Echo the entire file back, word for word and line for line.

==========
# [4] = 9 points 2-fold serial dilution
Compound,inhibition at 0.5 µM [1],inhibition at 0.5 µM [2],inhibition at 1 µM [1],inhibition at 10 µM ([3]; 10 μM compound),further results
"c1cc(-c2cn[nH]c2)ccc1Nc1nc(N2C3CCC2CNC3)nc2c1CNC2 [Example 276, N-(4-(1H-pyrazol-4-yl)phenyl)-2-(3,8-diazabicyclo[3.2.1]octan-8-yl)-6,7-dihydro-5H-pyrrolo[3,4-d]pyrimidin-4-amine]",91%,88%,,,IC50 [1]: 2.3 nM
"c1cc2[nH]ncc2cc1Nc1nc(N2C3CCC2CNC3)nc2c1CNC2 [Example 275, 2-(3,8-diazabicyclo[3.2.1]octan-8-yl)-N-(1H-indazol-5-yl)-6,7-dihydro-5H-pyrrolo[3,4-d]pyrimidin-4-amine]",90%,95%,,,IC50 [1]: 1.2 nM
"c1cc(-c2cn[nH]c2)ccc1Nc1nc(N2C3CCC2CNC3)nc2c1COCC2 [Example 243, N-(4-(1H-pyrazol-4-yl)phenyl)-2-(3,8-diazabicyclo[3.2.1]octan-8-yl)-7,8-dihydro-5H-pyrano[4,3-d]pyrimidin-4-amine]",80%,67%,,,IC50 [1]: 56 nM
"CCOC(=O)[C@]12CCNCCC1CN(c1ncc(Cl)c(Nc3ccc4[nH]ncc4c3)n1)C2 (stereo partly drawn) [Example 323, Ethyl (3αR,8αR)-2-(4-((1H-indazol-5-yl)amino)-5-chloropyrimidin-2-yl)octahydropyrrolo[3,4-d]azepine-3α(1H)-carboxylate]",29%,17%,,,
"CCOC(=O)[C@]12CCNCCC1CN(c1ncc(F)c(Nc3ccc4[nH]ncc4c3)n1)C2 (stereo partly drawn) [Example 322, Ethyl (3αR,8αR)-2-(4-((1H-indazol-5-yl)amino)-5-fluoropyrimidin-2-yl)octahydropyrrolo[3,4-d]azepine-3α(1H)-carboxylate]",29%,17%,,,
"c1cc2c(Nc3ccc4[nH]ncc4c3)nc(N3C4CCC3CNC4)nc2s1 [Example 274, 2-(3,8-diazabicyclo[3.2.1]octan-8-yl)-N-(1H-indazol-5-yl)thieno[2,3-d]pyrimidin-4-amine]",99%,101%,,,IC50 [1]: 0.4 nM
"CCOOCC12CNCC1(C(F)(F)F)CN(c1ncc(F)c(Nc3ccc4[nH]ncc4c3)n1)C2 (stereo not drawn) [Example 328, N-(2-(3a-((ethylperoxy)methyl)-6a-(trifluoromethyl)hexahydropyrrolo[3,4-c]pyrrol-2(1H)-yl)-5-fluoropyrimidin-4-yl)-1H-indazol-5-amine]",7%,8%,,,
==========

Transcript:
# [4] = 9 points 2-fold serial dilution
Compound,inhibition at 0.5 µM [1],inhibition at 0.5 µM [2],inhibition at 1 µM [1],inhibition at 10 µM ([3]; 10 μM compound),further results
"c1cc(-c2cn[nH]c2)ccc1Nc1nc(N2C3CCC2CNC3)nc2c1CNC2 [Example 276, N-(4-(1H-pyrazol-4-yl)phenyl)-2-(3,8-diazabicyclo[3.2.1]octan-8-yl)-6,7-dihydro-5H-pyrrolo[3,4-d]pyrimidin-4-amine]",91%,88%,,,IC50 [1]: 2.3 nM
"c1cc2[nH]ncc2cc1Nc1nc(N2C3CCC2CNC3)nc2c1CNC2 [Example 275, 2-(3,8-diazabicyclo[3.2.1]octan-8-yl)-N-(1H-indazol-5-yl)-6,7-dihydro-5H-pyrrolo[3,4-d]pyrimidin-4-amine]",90%,95%,,,IC50 [1]: 1.2 nM
"c1cc(-c2cn[nH]c2)ccc1Nc1nc(N2C3CCC2CNC3)nc2c1COCC2 [Example 243, N-(4-(1H-pyrazol-4-yl)phenyl)-2-(3,8-diazabicyclo[3.2.1]octan-8-yl)-7,8-dihydro-5H-pyrano[4,3-d]pyrimidin-4-amine]",80%,67%,,,IC50 [1]: 56 nM
"CCOC(=O)[C@]12CCNCCC1CN(c1ncc(Cl)c(Nc3ccc4[nH]ncc4c3)n1)C2 (stereo partly drawn) [Example 323, Ethyl (3αR,8αR)-2-(4-((1H-indazol-5-yl)amino)-5-chloropyrimidin-2-yl)octahydropyrrolo[3,4-d]azepine-3α(1H)-carboxylate]",29%,17%,,,
"CCOC(=O)[C@]12CCNCCC1CN(c1ncc(F)c(Nc3ccc4[nH]ncc4c3)n1)C2 (stereo partly drawn) [Example 322, Ethyl (3αR,8αR)-2-(4-((1H-indazol-5-yl)amino)-5-fluoropyrimidin-2-yl)octahydropyrrolo[3,4-d]azepine-3α(1H)-carboxylate]",29%,17%,,,
"c1cc2c(Nc3ccc4[nH]ncc4c3)nc(N3C4CCC3CNC4)nc2s1 [Example 274, 2-(3,8-diazabicyclo[3.2.1]octan-8-yl)-N-(1H-indazol-5-yl)thieno[2,3-d]pyrimidin-4-amine]",99%,101%,,,IC50 [1]: 0.4 nM
"CCOOCC12CNCC1(C(F)(F)F)CN(c1ncc(F)c(Nc3ccc4[nH]ncc4c3)n1)C2 (stereo not drawn) [Example 328, N-(2-(3a-((ethylperoxy)methyl)-6a-(trifluoromethyl)hexahydropyrrolo[3,4-c]pyrrol-2(1H)-yl)-5-fluoropyrimidin-4-yl)-1H-indazol-5-amine]",7%,8%,,,